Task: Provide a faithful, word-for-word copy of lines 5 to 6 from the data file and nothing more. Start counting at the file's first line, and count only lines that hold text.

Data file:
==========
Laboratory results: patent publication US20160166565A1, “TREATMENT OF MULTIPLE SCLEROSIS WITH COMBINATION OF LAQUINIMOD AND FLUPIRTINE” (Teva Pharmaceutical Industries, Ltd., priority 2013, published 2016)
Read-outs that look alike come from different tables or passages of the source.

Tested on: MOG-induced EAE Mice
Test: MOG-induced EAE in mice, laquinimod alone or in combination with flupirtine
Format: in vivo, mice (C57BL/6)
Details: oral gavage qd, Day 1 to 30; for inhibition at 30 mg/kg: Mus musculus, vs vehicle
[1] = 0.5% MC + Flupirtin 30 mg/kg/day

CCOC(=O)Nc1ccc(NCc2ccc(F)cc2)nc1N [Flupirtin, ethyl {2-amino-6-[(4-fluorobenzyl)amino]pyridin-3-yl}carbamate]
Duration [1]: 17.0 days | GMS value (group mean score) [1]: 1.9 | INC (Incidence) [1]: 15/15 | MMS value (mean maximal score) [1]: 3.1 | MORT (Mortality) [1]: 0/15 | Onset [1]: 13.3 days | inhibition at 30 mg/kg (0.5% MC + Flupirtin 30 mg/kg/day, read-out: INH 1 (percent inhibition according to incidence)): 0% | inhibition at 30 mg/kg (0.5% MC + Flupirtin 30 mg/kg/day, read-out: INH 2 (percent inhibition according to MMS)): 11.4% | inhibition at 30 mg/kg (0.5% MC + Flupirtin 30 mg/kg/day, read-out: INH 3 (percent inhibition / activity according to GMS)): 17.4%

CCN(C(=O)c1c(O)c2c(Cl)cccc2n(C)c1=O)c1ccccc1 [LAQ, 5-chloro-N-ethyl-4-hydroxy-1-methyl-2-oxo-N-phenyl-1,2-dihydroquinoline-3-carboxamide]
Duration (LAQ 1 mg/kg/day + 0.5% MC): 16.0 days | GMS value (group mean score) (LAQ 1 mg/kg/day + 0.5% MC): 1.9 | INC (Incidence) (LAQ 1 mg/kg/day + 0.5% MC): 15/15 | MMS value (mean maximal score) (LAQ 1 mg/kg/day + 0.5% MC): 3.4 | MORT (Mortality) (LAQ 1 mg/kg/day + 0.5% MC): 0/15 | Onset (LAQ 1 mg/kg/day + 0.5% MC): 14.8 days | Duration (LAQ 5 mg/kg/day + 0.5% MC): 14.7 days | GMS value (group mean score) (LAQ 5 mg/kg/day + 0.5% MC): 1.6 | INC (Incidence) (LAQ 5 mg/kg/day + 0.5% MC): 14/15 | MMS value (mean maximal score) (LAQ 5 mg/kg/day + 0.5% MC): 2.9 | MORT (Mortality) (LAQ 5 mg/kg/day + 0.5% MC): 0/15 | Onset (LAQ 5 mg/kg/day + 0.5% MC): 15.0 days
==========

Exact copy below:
Format: in vivo, mice (C57BL/6)
Details: oral gavage qd, Day 1 to 30; for inhibition at 30 mg/kg: Mus musculus, vs vehicle